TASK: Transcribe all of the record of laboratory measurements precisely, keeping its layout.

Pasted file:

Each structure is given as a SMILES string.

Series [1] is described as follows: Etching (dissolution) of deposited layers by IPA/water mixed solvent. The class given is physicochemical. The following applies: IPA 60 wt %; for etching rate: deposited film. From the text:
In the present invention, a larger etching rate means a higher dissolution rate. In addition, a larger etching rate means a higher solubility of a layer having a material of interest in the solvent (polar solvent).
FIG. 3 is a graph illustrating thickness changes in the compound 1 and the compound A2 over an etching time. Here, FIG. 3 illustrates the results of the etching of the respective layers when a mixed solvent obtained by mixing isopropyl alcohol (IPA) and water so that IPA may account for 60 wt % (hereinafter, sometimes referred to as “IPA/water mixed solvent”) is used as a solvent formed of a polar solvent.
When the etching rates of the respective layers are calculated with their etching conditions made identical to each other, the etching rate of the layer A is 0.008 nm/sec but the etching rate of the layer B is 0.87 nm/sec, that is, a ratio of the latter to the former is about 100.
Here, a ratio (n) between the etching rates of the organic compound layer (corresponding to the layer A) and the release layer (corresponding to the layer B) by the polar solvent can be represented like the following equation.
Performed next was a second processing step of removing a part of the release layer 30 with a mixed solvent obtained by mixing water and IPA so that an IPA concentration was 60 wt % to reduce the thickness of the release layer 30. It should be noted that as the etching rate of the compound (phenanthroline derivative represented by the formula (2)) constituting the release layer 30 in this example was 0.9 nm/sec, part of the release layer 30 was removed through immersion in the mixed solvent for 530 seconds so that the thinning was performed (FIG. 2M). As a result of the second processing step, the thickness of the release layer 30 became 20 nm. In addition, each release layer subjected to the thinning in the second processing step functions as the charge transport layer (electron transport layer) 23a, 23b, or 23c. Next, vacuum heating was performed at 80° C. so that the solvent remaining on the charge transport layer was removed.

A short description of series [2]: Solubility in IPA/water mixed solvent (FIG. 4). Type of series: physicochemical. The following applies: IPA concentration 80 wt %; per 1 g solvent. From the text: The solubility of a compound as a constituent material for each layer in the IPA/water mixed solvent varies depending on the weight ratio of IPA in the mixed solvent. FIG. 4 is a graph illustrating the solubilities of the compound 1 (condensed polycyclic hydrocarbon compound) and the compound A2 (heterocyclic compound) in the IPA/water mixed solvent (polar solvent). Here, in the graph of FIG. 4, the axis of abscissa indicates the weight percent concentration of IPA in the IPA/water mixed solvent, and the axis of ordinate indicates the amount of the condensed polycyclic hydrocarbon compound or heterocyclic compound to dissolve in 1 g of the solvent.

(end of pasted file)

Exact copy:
Each structure is given as a SMILES string.

Series [1] is described as follows: Etching (dissolution) of deposited layers by IPA/water mixed solvent. The class given is physicochemical. The following applies: IPA 60 wt %; for etching rate: deposited film. From the text:
In the present invention, a larger etching rate means a higher dissolution rate. In addition, a larger etching rate means a higher solubility of a layer having a material of interest in the solvent (polar solvent).
FIG. 3 is a graph illustrating thickness changes in the compound 1 and the compound A2 over an etching time. Here, FIG. 3 illustrates the results of the etching of the respective layers when a mixed solvent obtained by mixing isopropyl alcohol (IPA) and water so that IPA may account for 60 wt % (hereinafter, sometimes referred to as “IPA/water mixed solvent”) is used as a solvent formed of a polar solvent.
When the etching rates of the respective layers are calculated with their etching conditions made identical to each other, the etching rate of the layer A is 0.008 nm/sec but the etching rate of the layer B is 0.87 nm/sec, that is, a ratio of the latter to the former is about 100.
Here, a ratio (n) between the etching rates of the organic compound layer (corresponding to the layer A) and the release layer (corresponding to the layer B) by the polar solvent can be represented like the following equation.
Performed next was a second processing step of removing a part of the release layer 30 with a mixed solvent obtained by mixing water and IPA so that an IPA concentration was 60 wt % to reduce the thickness of the release layer 30. It should be noted that as the etching rate of the compound (phenanthroline derivative represented by the formula (2)) constituting the release layer 30 in this example was 0.9 nm/sec, part of the release layer 30 was removed through immersion in the mixed solvent for 530 seconds so that the thinning was performed (FIG. 2M). As a result of the second processing step, the thickness of the release layer 30 became 20 nm. In addition, each release layer subjected to the thinning in the second processing step functions as the charge transport layer (electron transport layer) 23a, 23b, or 23c. Next, vacuum heating was performed at 80° C. so that the solvent remaining on the charge transport layer was removed.

A short description of series [2]: Solubility in IPA/water mixed solvent (FIG. 4). Type of series: physicochemical. The following applies: IPA concentration 80 wt %; per 1 g solvent. From the text: The solubility of a compound as a constituent material for each layer in the IPA/water mixed solvent varies depending on the weight ratio of IPA in the mixed solvent. FIG. 4 is a graph illustrating the solubilities of the compound 1 (condensed polycyclic hydrocarbon compound) and the compound A2 (heterocyclic compound) in the IPA/water mixed solvent (polar solvent). Here, in the graph of FIG. 4, the axis of abscissa indicates the weight percent concentration of IPA in the IPA/water mixed solvent, and the axis of ordinate indicates the amount of the condensed polycyclic hydrocarbon compound or heterocyclic compound to dissolve in 1 g of the solvent.